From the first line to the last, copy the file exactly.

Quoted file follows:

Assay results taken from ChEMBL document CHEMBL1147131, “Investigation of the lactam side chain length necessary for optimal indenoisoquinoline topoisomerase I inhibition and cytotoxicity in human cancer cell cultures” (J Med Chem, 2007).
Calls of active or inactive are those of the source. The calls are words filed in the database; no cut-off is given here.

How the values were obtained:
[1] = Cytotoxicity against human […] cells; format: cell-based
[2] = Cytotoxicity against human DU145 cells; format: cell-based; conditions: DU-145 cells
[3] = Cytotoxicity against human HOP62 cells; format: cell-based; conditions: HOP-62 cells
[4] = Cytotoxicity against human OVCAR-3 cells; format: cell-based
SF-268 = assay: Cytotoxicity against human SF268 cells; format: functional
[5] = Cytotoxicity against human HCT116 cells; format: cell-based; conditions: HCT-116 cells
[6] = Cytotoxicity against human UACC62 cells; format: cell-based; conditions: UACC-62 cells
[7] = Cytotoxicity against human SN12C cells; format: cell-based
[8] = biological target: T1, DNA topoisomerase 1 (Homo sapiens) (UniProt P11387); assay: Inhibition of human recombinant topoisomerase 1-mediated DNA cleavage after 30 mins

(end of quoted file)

Assay results taken from ChEMBL document CHEMBL1147131, “Investigation of the lactam side chain length necessary for optimal indenoisoquinoline topoisomerase I inhibition and cytotoxicity in human cancer cell cultures” (J Med Chem, 2007).
Calls of active or inactive are those of the source. The calls are words filed in the database; no cut-off is given here.

How the values were obtained:
[1] = Cytotoxicity against human […] cells; format: cell-based
[2] = Cytotoxicity against human DU145 cells; format: cell-based; conditions: DU-145 cells
[3] = Cytotoxicity against human HOP62 cells; format: cell-based; conditions: HOP-62 cells
[4] = Cytotoxicity against human OVCAR-3 cells; format: cell-based
SF-268 = assay: Cytotoxicity against human SF268 cells; format: functional
[5] = Cytotoxicity against human HCT116 cells; format: cell-based; conditions: HCT-116 cells
[6] = Cytotoxicity against human UACC62 cells; format: cell-based; conditions: UACC-62 cells
[7] = Cytotoxicity against human SN12C cells; format: cell-based
[8] = biological target: T1, DNA topoisomerase 1 (Homo sapiens) (UniProt P11387); assay: Inhibition of human recombinant topoisomerase 1-mediated DNA cleavage after 30 mins